“The European Union is not going well – economically we see the end of Europe’s glorious years.”
Surprisingly, these are not the words of a eurosceptic seeking arguments for Britain’s withdrawal from the EU but of no less a figure than Jean-Claude Juncker, President of the European Commission in Brussels, during a speech last month in Madrid. He explained that the EU, while still a huge economy and trading bloc, faces an age of comparative economic decline as its share of global output falls, which puts the dream of a unified continent at risk.
In addition to the current overall economic slowdown, there are two other factors which now pose a potential threat to the EU’s future: the European single currency is in disarray partly as a result of the ongoing Greek debt crisis, and there are manifest divisions amongst member states over the handling of the continent’s greatest migrant emergency since the end of the Second World War.
There is also another dimension – the real threat of ‘Brexit’, the shorthand term for Britain potentially leaving the EU altogether. As a result there are now genuine fears about the possible disintegration of the European project.
Creation of the Eurozone was an essential step leading to a federal superstate, though it is now widely accepted that it cannot work without some form of fiscal and banking union. Greece has agreed to the imposition of austerity measures in return for a third EU bailout, but without debt relief its economy is unlikely to recover in the long term. So far, Germany in particular has made it clear that it will not agree to debt relief or, indeed, further bailouts. The impasse will therefore remain, which will be to the detriment of the Eurozone as a whole.
Sadly, the Greek situation has precipitated the sort of alienation, divisiveness and disorder which the founding fathers of a post-war Europe sought to prevent.
As for migration from Syria, Iraq, Afghanistan, North Africa and elsewhere, the closing of borders by several EU countries against travellers from outside the Union, as well as temporary reinstatement of passport controls amongst the Schengen zone countries, has begun to put pressure on the very existence of the EU. Disagreement among member states about mandatory quotas (imposed by Brussels) of migrants to be accepted by each has made matters even worse. This situation is unlikely to improve since the EU itself has predicted that up to three million more migrants could arrive in Europe by the end of next year.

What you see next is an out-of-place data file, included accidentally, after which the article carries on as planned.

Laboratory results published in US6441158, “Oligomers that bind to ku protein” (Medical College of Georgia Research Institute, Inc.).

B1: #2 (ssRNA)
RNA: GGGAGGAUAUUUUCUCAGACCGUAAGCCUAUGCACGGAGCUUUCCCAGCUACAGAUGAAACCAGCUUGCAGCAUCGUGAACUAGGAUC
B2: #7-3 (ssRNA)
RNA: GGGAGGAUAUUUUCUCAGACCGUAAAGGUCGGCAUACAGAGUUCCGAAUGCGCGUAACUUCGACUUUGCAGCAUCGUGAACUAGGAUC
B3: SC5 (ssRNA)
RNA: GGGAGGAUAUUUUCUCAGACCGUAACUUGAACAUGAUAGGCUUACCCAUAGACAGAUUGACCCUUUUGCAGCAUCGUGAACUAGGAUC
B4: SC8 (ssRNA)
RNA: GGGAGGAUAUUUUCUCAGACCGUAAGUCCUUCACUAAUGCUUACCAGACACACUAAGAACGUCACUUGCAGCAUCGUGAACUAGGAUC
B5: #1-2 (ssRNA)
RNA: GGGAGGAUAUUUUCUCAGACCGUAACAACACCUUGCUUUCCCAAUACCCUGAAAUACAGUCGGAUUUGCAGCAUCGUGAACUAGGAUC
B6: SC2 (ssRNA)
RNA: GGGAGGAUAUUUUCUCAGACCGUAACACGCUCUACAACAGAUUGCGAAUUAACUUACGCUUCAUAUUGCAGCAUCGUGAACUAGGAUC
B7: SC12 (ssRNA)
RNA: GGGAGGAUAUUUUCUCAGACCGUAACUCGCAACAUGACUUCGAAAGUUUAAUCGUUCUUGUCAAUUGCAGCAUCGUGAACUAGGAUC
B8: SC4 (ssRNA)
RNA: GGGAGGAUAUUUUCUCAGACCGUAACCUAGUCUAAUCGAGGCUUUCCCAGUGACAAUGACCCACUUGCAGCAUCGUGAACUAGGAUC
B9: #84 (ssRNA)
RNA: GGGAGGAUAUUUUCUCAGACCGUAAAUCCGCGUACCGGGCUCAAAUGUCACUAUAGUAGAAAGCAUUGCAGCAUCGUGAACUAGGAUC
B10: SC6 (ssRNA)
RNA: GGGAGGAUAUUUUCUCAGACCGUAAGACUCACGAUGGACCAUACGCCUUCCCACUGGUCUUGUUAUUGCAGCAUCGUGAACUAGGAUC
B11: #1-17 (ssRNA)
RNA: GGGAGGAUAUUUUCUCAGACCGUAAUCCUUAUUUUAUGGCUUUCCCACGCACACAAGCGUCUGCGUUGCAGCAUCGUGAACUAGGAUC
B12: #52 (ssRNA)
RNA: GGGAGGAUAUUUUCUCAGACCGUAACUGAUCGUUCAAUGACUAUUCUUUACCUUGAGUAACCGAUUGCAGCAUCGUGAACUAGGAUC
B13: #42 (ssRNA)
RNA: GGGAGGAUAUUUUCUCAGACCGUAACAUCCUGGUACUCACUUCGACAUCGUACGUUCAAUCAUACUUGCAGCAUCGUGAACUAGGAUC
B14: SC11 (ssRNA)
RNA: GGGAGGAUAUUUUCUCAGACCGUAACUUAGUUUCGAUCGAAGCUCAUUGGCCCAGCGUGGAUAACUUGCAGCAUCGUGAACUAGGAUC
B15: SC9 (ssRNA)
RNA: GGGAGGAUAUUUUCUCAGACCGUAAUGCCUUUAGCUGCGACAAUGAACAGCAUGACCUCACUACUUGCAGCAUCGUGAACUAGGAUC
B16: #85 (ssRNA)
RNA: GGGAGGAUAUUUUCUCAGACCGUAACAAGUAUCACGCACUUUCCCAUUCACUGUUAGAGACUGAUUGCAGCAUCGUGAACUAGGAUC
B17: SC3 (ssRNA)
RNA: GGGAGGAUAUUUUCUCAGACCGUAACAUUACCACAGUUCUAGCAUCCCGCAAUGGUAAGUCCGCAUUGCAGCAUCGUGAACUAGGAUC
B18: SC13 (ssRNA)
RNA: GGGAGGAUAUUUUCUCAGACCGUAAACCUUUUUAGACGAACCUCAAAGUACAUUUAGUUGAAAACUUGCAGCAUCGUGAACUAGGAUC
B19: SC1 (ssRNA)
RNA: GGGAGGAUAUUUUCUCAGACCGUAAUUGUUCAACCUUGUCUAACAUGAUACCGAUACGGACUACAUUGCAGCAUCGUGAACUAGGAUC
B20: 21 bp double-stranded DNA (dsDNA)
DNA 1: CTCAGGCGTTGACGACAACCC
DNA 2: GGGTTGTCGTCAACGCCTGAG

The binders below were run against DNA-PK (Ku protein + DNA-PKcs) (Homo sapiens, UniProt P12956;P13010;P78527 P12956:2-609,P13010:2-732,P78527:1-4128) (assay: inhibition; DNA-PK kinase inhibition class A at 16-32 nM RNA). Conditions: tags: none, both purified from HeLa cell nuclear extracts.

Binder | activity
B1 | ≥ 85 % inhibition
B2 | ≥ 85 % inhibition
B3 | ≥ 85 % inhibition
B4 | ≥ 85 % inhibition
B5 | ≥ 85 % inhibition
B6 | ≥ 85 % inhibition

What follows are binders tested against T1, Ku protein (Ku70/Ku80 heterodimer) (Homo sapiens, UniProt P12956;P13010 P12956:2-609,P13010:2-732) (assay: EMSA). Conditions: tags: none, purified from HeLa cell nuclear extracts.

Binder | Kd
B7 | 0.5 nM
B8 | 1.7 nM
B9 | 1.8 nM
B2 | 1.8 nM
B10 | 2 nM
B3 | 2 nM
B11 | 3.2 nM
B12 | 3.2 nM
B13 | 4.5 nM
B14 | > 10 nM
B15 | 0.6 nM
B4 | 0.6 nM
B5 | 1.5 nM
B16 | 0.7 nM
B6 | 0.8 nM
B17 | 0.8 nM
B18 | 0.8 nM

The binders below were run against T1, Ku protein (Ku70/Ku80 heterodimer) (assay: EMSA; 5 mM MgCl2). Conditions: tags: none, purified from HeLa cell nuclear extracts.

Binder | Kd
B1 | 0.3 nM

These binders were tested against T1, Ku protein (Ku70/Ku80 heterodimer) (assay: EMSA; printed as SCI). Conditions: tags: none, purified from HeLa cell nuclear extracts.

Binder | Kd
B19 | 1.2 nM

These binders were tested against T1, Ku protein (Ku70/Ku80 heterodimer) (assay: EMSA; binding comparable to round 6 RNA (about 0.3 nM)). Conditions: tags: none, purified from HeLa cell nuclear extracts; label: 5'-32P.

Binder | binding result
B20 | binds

In Britain, the issue of the nation’s EU membership is now a matter of keen debate. The Prime Minister, David Cameron, is seeking reforms to the existing terms of the UK’s membership in advance of an in/out referendum before the end of 2017. He is due to write this week to the President of the European Council, Donald Tusk, setting out the changes he is seeking to the UK’s relationship with the EU ahead of the referendum. It has become clear that, if he can reach agreement that works for Britain and works for her European partners, he will himself campaign to keep the nation inside a reformed EU. An EU summit meeting will consider the issue in December.
Meanwhile, the groups for and against continued membership have set to work.
Those in favour argue that millions of jobs and foreign direct investment are linked to being inside the EU which has traditionally been the UK’s largest export market, and membership means having a say about the rules of the Single Market. As well as economic security there are issues of national security; and being inside helps, too, the fight against crime through the European Arrest Warrant.
It also makes it easier for British citizens to work and travel in Europe; but, most significantly, membership of an enormous trading bloc of 28 countries with a combined population of some 500 million contributes to the nation’s standing and influence in the world.
By contrast, those against pose the basic question – should the UK be an independent nation trading with Europe but living under its own laws or should it be part of a country called Europe?
They argue that any idea of a ‘Europe of Nations’ is a myth because the EU is bent on working towards political union and creation of a supranational Europe and it views acceptance of this as the basic condition of membership. Such integration would apply, inter alia, in the fields of justice and home affairs, diplomatic representation, human rights, immigration and defence.